Showcase your nonprofit’s good work while still honoring the people it serves.
When we embark upon what’s known in the nonprofit world as “donation season,” chances are that your organization thinks about putting together a fundraising video or other media that demonstrates the impact of your work.
When I became the in-house Media & Communications Manager at my last nonprofit, I produced those fundraising videos, program photos, and other visual media to promote the organization’s mission.
My experience as a young person who participated in the organization’s programming helped me frame my work documenting other young people’s experiences. However, I wasn’t given any guidance on how to do this work ethically, and I found myself questioning whether I was collecting media in a way that honored the participants, rather than tokenized them for marketing and fundraising.
These toxic patterns of tokenism and saviorism that we see replicated time and time again dehumanize and disempower the people we are trying to uplift in our work.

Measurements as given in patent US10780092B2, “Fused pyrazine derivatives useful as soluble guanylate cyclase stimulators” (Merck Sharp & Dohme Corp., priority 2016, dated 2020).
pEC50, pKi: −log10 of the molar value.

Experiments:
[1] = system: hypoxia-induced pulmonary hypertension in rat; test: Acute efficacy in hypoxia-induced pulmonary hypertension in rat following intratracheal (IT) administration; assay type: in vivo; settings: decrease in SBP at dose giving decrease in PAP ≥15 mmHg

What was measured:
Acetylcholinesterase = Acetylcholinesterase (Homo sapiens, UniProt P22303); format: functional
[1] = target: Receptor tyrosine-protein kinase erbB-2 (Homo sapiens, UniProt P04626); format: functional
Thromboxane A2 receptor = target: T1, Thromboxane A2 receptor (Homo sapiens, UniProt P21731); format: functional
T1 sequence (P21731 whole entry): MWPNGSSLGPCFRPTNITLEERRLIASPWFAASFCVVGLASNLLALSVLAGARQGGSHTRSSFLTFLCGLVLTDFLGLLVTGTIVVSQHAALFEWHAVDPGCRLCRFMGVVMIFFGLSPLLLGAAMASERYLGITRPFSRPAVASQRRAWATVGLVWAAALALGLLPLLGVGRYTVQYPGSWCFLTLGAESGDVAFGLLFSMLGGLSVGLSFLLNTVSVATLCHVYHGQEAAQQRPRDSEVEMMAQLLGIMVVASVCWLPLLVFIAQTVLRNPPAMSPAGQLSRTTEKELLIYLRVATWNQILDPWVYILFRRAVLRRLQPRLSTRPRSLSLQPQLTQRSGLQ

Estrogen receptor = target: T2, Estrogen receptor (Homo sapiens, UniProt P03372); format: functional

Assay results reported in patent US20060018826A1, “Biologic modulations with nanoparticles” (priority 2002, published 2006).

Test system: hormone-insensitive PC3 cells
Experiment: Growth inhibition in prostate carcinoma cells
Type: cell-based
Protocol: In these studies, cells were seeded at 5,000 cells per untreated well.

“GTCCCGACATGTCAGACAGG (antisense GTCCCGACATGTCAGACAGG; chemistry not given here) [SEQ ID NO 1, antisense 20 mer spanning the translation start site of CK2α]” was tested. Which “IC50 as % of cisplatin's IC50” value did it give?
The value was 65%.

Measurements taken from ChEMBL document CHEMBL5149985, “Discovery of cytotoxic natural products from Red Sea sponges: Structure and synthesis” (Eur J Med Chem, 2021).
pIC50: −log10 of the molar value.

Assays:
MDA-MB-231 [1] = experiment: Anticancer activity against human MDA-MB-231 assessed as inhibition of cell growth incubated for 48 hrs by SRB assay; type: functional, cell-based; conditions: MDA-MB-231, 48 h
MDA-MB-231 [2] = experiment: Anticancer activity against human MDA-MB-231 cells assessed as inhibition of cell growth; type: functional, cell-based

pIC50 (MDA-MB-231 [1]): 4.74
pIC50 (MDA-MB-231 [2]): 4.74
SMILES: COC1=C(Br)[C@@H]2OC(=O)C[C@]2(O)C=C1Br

What do tokenism and saviorism look like?
We need to admit from the start that fundraising at nonprofits has long been built on inflicting the dynamics of tokenism and saviorism on primarily BIPOC communities.
I’ve been on both sides of the camera: producing the fundraising video and being in the fundraising video. Tokenism and saviorism appear in our approach to storytelling when we solicit stories of trauma and adversity for the financial benefit of the nonprofit (and often without pay for the storyteller). Saviorism views the storyteller as someone to be “saved,” and acts as though the nonprofit itself is responsible for pulling people out of adverse circumstances, rather than the people themselves being advocates for their own life paths.
There’s nothing wrong with asking someone to share their story, but it must be approached with care and a deep understanding of the potential harm that could arise to storytellers.
It is important to highlight an individual’s strengths, agency, and personal empowerment. We do not need to exploit trauma for financial gain. Let’s embrace a strength-based storytelling process that empowers participants to tell their own stories, in their own way—instead of nonprofits telling their story for them.